SINGAPORE – There is a global migration under way in the gold market as western investors dump bullion while Asian buyers take advantage of a tumbling price to snap up cheap jewellery and bars.
Rising rates that make gold less attractive as an investment mean that large volumes of metal are being drawn out of vaults in financial centres such as New York and heading east to meet demand in Shanghai’s gold market or Istanbul’s Grand Bazaar.
But logistical issues combined with quirks of the market are making it difficult for traders to get enough bullion where they are wanted. As a result, gold and silver are selling at unusually large premiums over the global benchmark price in some Asian markets.
“The incentive to hold gold is a lot lower. It is going from west to east now,” said Mr Joseph Stefans, head of trading at MKS PAMP, a gold refining and trading firm. “We are trying to keep up as best as we can.”
The rotation of metal around the world is part of a gold market cycle that has repeated for decades. When investors retreat and prices drop, Asian buying picks up and precious metals flow east – helping to put a floor on the gold price during times of weakness.
Then, when gold eventually rallies again, much of it returns to sit in bank vaults beneath the streets of New York, London and Zurich.
Since peaking in March, gold prices have tumbled 18 per cent as the United States Federal Reserve’s aggressive rate hikes caused mass liquidation by financial investors.
More than 527 tonnes of gold have poured out of New York and London vaults that back the two biggest Western markets since the end of April, data from the CME Group and London Bullion Market Association showed.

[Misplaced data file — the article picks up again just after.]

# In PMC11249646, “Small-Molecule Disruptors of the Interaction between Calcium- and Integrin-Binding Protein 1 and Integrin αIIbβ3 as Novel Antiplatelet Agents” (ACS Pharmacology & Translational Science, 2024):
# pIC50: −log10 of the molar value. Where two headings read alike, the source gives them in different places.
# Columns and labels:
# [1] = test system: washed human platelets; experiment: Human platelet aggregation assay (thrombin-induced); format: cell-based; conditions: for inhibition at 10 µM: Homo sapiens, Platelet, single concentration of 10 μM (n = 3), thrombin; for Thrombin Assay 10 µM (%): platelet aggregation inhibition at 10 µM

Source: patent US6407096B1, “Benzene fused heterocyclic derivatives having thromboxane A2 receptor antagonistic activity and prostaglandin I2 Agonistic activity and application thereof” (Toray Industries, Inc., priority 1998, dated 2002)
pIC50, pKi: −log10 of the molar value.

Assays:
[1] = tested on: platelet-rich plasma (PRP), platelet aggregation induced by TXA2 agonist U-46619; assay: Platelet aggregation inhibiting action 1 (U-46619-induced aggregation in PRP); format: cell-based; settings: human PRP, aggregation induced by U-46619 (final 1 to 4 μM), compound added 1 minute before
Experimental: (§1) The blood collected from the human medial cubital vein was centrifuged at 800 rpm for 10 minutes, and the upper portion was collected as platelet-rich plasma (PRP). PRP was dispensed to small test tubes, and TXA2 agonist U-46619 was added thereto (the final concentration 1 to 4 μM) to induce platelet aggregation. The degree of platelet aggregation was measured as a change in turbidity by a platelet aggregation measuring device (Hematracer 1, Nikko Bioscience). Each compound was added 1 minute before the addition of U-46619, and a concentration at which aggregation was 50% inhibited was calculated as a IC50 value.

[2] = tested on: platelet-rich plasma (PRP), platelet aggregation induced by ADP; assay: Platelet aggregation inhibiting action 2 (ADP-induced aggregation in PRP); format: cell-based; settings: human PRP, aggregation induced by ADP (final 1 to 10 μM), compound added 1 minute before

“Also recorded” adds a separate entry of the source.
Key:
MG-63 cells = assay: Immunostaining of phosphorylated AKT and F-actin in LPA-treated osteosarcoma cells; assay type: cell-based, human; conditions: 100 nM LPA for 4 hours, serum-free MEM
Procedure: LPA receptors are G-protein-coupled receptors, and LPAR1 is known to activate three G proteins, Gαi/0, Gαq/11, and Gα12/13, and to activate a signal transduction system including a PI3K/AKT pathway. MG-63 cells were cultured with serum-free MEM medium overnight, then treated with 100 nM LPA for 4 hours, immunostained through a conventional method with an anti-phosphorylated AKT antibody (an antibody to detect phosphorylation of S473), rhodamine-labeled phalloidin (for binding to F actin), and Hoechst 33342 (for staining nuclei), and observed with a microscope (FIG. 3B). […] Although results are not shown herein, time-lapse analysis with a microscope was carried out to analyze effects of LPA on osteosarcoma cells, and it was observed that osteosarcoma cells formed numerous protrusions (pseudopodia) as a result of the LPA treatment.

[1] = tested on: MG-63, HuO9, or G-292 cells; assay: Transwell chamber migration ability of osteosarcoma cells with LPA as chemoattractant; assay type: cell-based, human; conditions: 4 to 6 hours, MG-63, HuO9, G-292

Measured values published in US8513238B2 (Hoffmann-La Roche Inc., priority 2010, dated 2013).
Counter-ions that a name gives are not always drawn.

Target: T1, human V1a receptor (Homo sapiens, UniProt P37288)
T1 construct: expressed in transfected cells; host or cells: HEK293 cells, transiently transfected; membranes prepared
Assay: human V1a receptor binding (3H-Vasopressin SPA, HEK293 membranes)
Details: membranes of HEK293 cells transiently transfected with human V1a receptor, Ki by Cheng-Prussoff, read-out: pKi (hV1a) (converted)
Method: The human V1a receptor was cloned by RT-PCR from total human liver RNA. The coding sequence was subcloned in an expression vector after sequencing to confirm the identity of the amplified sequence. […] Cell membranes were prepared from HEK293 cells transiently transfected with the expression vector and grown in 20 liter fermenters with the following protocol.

At the same time, shipments are rising into big Asian gold consumers such as China, whose imports hit a four-year high in August.
While plenty of gold is heading east, it is still not enough to meet demand. Gold in Dubai and Istanbul or on the Shanghai Gold Exchange has traded at multi-year premiums to the London benchmark in recent weeks, noted MKS PAMP, a sign that buying is outstripping imports.
“Demand typically picks up when prices fall,” said Mr Philip Klapwijk, managing director of Hong Kong-based consultant Precious Metals Insights. “Buyers want to source metal at the lower price; and in the local physical market in question, there may not be sufficient metal available when the price falls – so the local premium increases.”
Gold in Thailand is also trading at a premium to London prices due to a lack of supply and weakness in the local currency, said Mr Jitti Tangsithpakdi, president of Thailand’s Gold Traders Association.
In India, it is silver that is seeing big premiums. The differential has soared recently to US$1, more than triple the usual level, said consultancy Metals Focus.
“Right now, the demand for silver is huge as traders restock,” said Mr Chirag Sheth, the firm’s principal consultant in Mumbai. “Premiums could remain elevated during the festival season that concludes with Diwali.”